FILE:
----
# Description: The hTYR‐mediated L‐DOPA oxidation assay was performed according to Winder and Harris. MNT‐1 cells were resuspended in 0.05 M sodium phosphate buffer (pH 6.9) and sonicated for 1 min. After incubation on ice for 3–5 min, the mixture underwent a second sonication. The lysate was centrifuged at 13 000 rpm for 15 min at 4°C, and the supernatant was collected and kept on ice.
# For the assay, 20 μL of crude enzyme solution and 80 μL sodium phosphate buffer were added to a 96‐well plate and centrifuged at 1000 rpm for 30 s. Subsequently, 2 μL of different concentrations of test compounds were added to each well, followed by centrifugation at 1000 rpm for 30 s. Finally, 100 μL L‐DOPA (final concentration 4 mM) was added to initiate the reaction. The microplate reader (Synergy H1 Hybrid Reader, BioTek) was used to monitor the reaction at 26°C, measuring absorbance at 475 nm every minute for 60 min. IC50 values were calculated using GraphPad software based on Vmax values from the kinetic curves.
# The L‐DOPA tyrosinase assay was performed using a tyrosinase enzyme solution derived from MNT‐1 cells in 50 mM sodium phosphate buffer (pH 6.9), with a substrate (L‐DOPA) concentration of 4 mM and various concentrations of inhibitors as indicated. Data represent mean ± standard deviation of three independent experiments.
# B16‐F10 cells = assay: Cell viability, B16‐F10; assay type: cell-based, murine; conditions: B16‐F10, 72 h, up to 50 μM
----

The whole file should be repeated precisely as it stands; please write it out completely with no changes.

# Description: The hTYR‐mediated L‐DOPA oxidation assay was performed according to Winder and Harris. MNT‐1 cells were resuspended in 0.05 M sodium phosphate buffer (pH 6.9) and sonicated for 1 min. After incubation on ice for 3–5 min, the mixture underwent a second sonication. The lysate was centrifuged at 13 000 rpm for 15 min at 4°C, and the supernatant was collected and kept on ice.
# For the assay, 20 μL of crude enzyme solution and 80 μL sodium phosphate buffer were added to a 96‐well plate and centrifuged at 1000 rpm for 30 s. Subsequently, 2 μL of different concentrations of test compounds were added to each well, followed by centrifugation at 1000 rpm for 30 s. Finally, 100 μL L‐DOPA (final concentration 4 mM) was added to initiate the reaction. The microplate reader (Synergy H1 Hybrid Reader, BioTek) was used to monitor the reaction at 26°C, measuring absorbance at 475 nm every minute for 60 min. IC50 values were calculated using GraphPad software based on Vmax values from the kinetic curves.
# The L‐DOPA tyrosinase assay was performed using a tyrosinase enzyme solution derived from MNT‐1 cells in 50 mM sodium phosphate buffer (pH 6.9), with a substrate (L‐DOPA) concentration of 4 mM and various concentrations of inhibitors as indicated. Data represent mean ± standard deviation of three independent experiments.
# B16‐F10 cells = assay: Cell viability, B16‐F10; assay type: cell-based, murine; conditions: B16‐F10, 72 h, up to 50 μM